2023 Budget: Trustee tax rate will increase to 39%

Finance Minister Grant Robertson has released his sixth budget. The government had indicated there would be no real surprises in today’s budget and Robertson has not disappointed. We highlight the key items for business.

Time to read: 3 mins

Trust Rate Increase 

In what was one of the easiest predictions to make, the government has announced that the trust rate will be increasing from 33% to 39% from 1 April 2024. When the 39% top personal tax rate was introduced from 1 April 2021, the government had been advised by Inland Revenue that the trust rate should also increase to minimise incentivising taxpayers to make use of trusts to avoid the 39% top personal tax rate. Specific trusts, primarily for the benefit of disabled persons, will continue to be subject to the 33% rate. 

The increased trust rate, along with the increased compliance costs brought about through the trust disclosure rules and the Trustee Act 2019, means that the use of trusts is likely to become less popular. 

Minimal Extra Funding for Inland Revenue 

Inland Revenue is set to obtain an extra $46.8 million in funding to meet inflationary cost pressures, but apart from that, will not be receiving any extra substantial funding. Given the increasing complexity of the tax system, this is concerning as it makes accurate enforcement activity more challenging. 

Credit for Game Developers

Game developers will receive a 20% rebate. The final design of the scheme will be subject to consultation. This should go some way to counteract the Australian rebate for gamers.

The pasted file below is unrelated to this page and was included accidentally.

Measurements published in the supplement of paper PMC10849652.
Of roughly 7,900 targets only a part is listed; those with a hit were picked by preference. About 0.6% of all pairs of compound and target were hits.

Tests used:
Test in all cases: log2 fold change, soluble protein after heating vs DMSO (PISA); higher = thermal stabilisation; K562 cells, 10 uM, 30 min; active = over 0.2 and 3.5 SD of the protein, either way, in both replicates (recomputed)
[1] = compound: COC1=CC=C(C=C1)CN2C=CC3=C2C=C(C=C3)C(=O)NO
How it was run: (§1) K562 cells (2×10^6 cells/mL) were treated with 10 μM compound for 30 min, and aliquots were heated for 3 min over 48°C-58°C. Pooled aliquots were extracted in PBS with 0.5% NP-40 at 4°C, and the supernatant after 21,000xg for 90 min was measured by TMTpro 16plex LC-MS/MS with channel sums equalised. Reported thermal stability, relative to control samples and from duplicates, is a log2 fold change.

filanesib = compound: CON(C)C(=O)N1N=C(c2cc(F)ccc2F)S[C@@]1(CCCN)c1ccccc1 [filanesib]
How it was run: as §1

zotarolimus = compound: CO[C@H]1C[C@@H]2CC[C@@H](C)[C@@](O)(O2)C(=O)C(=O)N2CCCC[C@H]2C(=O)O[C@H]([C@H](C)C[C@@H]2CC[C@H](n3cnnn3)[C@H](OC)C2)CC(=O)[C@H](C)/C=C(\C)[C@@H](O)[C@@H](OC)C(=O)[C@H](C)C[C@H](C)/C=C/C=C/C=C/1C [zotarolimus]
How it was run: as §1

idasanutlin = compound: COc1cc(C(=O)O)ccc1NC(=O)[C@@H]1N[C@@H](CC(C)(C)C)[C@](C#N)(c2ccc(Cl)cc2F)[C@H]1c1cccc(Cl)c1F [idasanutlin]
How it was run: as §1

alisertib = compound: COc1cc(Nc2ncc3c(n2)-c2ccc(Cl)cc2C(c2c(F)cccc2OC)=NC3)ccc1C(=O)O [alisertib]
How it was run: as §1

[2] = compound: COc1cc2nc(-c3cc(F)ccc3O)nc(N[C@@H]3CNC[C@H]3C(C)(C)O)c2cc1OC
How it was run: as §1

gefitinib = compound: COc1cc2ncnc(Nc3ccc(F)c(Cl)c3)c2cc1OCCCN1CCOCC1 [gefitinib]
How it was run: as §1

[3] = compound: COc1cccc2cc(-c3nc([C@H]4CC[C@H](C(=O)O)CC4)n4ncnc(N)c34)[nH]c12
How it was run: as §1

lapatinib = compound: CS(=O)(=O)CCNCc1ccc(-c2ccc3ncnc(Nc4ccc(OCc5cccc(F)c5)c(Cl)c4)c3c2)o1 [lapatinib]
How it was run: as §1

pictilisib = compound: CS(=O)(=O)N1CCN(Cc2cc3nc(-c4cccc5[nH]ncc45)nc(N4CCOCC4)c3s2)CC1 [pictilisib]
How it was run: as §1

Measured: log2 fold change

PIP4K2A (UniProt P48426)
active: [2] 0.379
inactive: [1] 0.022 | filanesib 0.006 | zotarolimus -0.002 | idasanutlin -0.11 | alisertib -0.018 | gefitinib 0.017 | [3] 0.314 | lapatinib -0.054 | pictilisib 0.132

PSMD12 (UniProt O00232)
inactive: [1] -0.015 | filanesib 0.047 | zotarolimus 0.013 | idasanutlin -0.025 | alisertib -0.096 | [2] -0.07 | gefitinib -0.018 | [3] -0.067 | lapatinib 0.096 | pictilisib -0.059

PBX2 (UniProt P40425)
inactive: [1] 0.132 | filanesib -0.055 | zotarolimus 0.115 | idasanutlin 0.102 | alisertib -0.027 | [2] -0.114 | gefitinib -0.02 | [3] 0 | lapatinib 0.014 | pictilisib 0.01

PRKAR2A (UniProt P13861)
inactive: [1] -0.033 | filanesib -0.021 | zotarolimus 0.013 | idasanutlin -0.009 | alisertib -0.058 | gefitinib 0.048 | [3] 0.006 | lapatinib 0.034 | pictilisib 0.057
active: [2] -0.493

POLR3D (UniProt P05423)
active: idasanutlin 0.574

The Apprenticeship Boost programme has been extended through to the end of 2024, with an extra $77.1 million in total operating expenditure. This will enable an estimated 30,000 apprentices to start or continue receiving support.

Māori Business

Several initiatives are planned for Māori business, which includes a potential capital investment fund. $92 million is anticipated to be spent on these initiatives.

Tax Revenue

The Budget Economic and Fiscal Update pointed out that tax revenue has increased by 7% in 2021/22, after a 21% increase in 2020/21, with growth expected to be 6% in 2022/23, mainly due to continued strong growth in source deduction revenue (e.g. PAYE). Of concern is the fact a quarter of source deduction revenue growth has been because of fiscal drag, which has seen many lower- and middle-income earners dragged into higher tax brackets. This is an issue Baker Tilly Staples Rodway has been concerned about for many years.


With New Zealand expected to dodge a recession, it almost seems certain that inflation will remain higher for longer, and consequently interest rates will also remain higher for longer, with major banks already forecasting the Official Cash Rate peak to be around 6%.


With the election less than five months away, it is becoming clearer that any substantial announcements in the tax front are waiting for the campaign trail. 

The increase in the trust rate is likely to see an increased interest in PIE investments, with the 11% tax rate differential being of more interest than the previous 5% tax rate differential. The devil is always in the detail, and we await the usual suite of bills that would see these proposals enacted – provided, of course, the election goes the government’s way.

If you have any queries, please contact your Baker Tilly Staples Rodway advisor.

DISCLAIMER No liability is assumed by Baker Tilly Staples Rodway for any losses suffered by any person relying directly or indirectly upon any article within this website. It is recommended that you consult your advisor before acting on this information.

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